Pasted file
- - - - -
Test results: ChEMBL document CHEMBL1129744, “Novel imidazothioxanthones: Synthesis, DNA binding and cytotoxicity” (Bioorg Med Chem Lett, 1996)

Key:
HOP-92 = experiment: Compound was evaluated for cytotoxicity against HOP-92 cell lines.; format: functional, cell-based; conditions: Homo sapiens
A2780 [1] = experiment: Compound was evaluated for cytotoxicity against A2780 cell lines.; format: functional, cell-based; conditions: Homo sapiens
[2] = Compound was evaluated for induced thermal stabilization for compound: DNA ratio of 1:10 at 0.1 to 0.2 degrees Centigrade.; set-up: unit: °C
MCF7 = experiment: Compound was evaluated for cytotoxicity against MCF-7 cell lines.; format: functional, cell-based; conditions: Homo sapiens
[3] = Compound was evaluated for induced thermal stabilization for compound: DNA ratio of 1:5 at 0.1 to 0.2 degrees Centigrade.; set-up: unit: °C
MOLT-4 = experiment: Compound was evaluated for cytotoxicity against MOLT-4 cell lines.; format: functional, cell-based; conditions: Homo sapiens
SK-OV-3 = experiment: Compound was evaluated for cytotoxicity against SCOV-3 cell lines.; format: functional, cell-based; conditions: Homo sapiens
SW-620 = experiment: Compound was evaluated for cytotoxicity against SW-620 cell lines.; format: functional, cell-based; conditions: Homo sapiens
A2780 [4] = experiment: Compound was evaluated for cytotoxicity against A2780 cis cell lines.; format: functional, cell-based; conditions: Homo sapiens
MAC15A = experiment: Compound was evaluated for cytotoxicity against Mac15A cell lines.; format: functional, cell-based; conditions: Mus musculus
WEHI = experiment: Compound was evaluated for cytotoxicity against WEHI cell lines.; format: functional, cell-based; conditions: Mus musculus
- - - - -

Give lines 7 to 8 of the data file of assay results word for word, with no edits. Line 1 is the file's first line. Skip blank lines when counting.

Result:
[3] = Compound was evaluated for induced thermal stabilization for compound: DNA ratio of 1:5 at 0.1 to 0.2 degrees Centigrade.; set-up: unit: °C
MOLT-4 = experiment: Compound was evaluated for cytotoxicity against MOLT-4 cell lines.; format: functional, cell-based; conditions: Homo sapiens